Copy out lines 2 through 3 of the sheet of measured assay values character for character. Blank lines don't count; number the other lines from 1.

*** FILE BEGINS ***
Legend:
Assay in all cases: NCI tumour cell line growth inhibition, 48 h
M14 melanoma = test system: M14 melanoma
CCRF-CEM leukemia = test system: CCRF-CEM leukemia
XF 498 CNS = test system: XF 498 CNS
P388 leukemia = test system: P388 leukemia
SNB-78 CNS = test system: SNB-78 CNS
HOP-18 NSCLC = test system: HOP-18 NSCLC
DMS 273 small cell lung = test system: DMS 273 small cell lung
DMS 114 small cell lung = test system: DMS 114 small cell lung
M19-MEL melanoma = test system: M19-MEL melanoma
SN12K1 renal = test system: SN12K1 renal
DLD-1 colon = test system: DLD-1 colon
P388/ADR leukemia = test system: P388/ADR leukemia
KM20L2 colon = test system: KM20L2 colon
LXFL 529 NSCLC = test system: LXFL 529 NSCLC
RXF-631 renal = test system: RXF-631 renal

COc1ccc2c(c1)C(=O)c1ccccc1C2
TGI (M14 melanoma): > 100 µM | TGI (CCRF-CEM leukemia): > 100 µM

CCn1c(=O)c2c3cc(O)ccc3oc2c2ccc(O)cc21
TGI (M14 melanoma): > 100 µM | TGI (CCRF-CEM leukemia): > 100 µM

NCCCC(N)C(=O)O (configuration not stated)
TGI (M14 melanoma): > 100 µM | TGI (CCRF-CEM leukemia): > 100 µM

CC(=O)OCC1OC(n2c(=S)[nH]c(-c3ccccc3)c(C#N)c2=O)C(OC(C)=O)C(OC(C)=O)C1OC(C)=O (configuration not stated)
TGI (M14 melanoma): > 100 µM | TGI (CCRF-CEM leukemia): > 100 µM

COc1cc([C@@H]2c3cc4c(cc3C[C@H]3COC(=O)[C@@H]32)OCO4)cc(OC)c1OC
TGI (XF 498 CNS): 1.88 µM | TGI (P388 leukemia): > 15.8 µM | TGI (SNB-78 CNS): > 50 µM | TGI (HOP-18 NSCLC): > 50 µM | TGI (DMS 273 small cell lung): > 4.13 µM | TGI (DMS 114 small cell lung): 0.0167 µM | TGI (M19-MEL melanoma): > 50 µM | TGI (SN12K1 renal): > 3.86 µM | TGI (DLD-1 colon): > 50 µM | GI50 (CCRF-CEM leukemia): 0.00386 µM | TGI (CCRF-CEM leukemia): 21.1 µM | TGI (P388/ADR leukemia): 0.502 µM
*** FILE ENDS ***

Assay in all cases: NCI tumour cell line growth inhibition, 48 h
M14 melanoma = test system: M14 melanoma